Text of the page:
Who needs A-levels anyway

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Who needs A-levels anyway?

21st August 2014

On the day that school pupils across the country will receive their GCSE results, the Federation of Master Builders is urging young people to consider a construction apprenticeship as a real and viable alternative to doing A-Levels, as the industry looks to fill 182,000  jobs in the next five  years.

The building industry is experiencing a serious skills shortage which could hamper the economic recovery  as the sector looks to replace the 390,000  workers that left the sector during the recession and the 410,000 workers that are due to reach retirement age in the next five years.

Provisional statistics show that there were 314,600  apprenticeship starts in the first three quarters of the 2013/2014 academic year but only 13,320 of these are in the construction, planning and built environment sector. Year on year the number of apprenticeship starts in this vitally important sector are decreasing (13,730 in academic year 2012/2013 and 13,920 in 2011/2012).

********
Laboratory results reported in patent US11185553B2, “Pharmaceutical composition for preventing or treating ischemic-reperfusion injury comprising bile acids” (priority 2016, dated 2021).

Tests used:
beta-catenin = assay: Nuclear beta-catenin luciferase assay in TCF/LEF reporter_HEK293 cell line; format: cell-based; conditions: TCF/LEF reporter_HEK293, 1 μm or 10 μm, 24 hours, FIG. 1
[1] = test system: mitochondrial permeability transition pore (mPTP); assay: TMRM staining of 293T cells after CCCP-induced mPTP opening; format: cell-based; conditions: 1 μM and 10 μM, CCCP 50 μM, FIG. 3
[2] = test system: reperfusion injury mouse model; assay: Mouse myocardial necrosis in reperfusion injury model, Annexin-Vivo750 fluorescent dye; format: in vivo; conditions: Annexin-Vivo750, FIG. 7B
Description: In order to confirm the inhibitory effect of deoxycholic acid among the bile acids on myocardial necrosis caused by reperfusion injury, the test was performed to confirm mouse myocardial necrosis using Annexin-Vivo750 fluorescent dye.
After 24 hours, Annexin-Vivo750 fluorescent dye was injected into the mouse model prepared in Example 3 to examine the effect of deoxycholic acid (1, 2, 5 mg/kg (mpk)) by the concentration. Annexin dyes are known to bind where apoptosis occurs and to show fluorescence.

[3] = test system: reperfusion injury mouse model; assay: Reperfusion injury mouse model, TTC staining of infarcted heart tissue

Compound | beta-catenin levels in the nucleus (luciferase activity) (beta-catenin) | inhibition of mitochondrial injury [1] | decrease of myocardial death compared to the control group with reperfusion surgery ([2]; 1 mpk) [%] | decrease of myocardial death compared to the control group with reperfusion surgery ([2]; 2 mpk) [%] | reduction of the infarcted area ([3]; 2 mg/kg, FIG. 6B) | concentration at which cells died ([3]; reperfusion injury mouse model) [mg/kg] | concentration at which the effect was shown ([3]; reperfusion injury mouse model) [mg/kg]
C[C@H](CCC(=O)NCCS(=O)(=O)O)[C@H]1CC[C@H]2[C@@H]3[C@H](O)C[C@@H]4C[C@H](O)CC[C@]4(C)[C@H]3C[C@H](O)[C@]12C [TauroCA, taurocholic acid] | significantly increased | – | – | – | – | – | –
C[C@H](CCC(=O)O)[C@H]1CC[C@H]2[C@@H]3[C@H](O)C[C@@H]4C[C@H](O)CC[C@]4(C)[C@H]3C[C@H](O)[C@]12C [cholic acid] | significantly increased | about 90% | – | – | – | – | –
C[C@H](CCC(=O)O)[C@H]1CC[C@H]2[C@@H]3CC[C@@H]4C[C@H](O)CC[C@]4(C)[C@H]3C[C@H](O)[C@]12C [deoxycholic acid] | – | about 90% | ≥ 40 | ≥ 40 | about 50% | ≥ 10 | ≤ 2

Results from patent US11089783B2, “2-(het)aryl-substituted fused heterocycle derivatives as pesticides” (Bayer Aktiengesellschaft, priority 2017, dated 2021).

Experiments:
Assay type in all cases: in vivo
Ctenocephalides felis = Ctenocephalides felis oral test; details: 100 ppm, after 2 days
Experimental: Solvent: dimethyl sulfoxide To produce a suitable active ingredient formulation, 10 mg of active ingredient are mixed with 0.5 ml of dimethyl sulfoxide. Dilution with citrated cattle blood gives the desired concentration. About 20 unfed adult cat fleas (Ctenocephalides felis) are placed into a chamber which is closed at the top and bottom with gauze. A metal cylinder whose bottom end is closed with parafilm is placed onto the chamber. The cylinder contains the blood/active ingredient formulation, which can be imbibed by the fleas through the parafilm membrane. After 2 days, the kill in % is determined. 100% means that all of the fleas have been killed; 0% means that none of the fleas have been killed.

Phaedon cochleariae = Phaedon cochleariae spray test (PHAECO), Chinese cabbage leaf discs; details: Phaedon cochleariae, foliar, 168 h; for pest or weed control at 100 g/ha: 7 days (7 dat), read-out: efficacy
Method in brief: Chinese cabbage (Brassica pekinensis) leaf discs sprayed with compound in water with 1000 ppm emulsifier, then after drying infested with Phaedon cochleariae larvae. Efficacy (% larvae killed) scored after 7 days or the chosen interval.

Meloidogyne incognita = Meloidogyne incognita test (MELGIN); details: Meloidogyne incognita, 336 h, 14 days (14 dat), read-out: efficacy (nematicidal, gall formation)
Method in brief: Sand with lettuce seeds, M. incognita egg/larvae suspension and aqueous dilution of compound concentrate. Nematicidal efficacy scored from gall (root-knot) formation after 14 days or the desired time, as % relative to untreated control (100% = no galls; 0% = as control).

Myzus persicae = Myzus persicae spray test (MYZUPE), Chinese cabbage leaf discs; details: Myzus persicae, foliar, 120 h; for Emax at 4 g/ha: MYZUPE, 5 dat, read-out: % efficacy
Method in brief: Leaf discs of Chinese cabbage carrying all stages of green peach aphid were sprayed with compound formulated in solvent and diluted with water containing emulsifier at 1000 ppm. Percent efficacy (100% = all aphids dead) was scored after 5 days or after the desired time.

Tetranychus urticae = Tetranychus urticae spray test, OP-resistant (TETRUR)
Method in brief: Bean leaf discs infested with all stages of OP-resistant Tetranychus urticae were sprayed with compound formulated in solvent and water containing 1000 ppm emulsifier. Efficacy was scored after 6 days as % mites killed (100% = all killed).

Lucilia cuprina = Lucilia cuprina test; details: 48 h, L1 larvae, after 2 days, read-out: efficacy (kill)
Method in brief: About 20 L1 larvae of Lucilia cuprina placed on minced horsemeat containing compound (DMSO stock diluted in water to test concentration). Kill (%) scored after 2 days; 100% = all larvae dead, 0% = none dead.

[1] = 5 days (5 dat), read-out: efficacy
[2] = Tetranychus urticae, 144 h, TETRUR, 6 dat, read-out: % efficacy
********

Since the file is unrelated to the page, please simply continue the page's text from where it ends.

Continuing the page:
Sarah McMonagle, Head of External Affairs at the FMB, said: “Now is the perfect time for young people to enter the construction sector. Research indicates that there will be 182,000  new jobs created in the building industry in the next five years and that 120,000  will need to be apprentices. To top that off 43%  of employers nationally agree that they would be more likely to offer an apprenticeship than they were two years ago.

“There has never been a more exciting time to begin a career in construction and we’re keen to demonstrate that A-Levels are not the only way forward for young people on GCSE results day.”

Former FMB Apprentice of the Year and now managing director of Ware Construction, Chris Ware, said: “From personal experience I can say that apprenticeships are an excellent route for school leavers. I finished my apprenticeship in carpentry in 2007 after leaving school at 16 when I finished my GCSEs. I started my own company in 2010 in the midst of the recession and I now employ seven full-time members of staff along with seven sub-contractors and I own four vans and a variety of machinery.”

The FMB is currently considering 14 young apprentices to win this year’s apprentice of the year award as part of its Master Builder of the Year awards programme.
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